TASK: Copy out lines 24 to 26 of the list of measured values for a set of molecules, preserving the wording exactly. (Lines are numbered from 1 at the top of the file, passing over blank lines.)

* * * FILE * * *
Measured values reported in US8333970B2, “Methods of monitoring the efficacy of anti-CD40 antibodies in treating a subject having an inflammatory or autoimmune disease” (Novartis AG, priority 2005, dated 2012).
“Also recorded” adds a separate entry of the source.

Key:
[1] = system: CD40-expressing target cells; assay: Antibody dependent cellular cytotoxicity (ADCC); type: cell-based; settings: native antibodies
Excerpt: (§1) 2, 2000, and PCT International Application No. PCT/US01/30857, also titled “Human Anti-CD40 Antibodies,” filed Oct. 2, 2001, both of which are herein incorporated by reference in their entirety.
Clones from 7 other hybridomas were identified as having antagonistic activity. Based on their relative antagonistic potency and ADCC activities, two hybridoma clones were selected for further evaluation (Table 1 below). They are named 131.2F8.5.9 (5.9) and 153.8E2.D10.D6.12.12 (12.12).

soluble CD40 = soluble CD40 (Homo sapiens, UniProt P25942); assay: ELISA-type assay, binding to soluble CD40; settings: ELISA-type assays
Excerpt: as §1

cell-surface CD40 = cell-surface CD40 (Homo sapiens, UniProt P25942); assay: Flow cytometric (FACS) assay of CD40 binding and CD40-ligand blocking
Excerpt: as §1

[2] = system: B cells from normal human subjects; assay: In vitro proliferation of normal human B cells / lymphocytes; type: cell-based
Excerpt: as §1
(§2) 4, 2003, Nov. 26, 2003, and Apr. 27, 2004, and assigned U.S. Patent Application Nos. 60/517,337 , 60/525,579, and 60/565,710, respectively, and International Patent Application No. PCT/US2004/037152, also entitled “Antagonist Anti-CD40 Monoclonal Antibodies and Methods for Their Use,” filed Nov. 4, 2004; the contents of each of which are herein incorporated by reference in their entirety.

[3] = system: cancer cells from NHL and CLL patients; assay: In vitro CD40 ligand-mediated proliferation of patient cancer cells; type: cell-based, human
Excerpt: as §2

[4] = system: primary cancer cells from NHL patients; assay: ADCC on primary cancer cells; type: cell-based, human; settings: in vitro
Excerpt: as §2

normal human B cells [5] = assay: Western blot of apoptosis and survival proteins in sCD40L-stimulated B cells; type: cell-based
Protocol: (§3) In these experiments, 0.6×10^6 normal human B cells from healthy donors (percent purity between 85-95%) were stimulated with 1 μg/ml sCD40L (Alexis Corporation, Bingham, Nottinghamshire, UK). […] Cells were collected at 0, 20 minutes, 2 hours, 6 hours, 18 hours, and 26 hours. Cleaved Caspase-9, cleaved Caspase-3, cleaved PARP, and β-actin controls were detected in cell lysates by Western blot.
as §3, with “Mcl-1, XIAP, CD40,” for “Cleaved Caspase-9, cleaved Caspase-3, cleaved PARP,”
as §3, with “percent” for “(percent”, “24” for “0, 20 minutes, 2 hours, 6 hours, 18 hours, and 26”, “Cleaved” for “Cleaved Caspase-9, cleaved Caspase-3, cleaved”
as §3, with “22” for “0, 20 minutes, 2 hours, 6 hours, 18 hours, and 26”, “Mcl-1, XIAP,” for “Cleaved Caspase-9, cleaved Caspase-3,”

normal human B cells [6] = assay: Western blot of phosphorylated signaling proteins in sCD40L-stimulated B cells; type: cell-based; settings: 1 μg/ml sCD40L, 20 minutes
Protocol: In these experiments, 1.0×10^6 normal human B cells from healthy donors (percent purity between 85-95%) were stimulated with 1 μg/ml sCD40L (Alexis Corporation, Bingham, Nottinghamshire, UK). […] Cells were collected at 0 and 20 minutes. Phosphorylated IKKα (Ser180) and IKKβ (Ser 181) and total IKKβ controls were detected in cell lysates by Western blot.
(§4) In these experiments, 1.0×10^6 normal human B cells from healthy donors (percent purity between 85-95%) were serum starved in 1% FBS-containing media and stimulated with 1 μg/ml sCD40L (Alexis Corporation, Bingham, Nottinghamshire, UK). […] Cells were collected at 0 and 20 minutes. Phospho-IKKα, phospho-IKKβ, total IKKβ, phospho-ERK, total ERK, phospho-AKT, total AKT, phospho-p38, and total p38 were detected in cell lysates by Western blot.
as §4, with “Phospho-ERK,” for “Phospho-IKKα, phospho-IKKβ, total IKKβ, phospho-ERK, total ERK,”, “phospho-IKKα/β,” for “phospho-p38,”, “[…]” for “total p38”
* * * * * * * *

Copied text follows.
Protocol: In these experiments, 1.0×10^6 normal human B cells from healthy donors (percent purity between 85-95%) were stimulated with 1 μg/ml sCD40L (Alexis Corporation, Bingham, Nottinghamshire, UK). […] Cells were collected at 0 and 20 minutes. Phosphorylated IKKα (Ser180) and IKKβ (Ser 181) and total IKKβ controls were detected in cell lysates by Western blot.
(§4) In these experiments, 1.0×10^6 normal human B cells from healthy donors (percent purity between 85-95%) were serum starved in 1% FBS-containing media and stimulated with 1 μg/ml sCD40L (Alexis Corporation, Bingham, Nottinghamshire, UK). […] Cells were collected at 0 and 20 minutes. Phospho-IKKα, phospho-IKKβ, total IKKβ, phospho-ERK, total ERK, phospho-AKT, total AKT, phospho-p38, and total p38 were detected in cell lysates by Western blot.
as §4, with “Phospho-ERK,” for “Phospho-IKKα, phospho-IKKβ, total IKKβ, phospho-ERK, total ERK,”, “phospho-IKKα/β,” for “phospho-p38,”, “[…]” for “total p38”